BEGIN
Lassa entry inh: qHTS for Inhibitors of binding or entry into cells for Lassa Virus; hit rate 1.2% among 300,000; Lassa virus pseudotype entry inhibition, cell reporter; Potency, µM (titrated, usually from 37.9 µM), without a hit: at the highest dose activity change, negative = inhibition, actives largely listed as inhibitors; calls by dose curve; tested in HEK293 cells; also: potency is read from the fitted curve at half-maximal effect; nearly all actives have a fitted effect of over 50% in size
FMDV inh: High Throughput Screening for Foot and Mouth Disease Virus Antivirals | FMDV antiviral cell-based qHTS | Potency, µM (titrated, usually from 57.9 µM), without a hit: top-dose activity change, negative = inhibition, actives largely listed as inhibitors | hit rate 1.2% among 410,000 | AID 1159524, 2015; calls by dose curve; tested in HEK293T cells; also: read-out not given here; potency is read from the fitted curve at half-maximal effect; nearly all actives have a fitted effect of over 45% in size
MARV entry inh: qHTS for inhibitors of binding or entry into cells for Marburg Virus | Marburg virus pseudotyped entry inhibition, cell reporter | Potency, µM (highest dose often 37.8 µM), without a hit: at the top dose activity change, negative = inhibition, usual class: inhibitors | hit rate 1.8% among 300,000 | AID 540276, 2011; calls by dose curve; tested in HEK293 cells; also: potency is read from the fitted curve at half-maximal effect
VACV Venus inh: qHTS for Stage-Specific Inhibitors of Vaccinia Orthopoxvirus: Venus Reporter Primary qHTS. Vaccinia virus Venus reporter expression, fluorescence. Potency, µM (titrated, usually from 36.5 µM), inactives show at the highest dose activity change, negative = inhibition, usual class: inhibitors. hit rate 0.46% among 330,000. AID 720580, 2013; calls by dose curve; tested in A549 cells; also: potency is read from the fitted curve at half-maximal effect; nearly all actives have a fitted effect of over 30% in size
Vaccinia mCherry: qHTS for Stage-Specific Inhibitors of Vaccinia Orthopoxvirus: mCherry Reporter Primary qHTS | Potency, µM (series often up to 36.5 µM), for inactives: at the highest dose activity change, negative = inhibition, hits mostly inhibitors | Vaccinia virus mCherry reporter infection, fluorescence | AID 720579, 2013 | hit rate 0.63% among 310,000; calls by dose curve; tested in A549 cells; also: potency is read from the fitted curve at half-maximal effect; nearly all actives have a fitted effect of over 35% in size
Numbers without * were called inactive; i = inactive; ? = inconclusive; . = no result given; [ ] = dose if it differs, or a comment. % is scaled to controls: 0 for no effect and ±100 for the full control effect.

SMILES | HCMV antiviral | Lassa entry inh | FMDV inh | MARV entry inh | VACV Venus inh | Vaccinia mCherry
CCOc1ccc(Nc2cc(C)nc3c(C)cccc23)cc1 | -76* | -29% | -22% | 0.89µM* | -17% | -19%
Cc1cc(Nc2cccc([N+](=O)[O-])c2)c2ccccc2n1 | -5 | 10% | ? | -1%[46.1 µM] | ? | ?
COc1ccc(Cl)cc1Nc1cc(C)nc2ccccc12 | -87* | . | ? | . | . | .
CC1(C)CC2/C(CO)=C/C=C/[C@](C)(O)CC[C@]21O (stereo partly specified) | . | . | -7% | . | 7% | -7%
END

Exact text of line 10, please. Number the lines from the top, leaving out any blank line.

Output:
COc1ccc(Cl)cc1Nc1cc(C)nc2ccccc12 | -87* | . | ? | . | . | .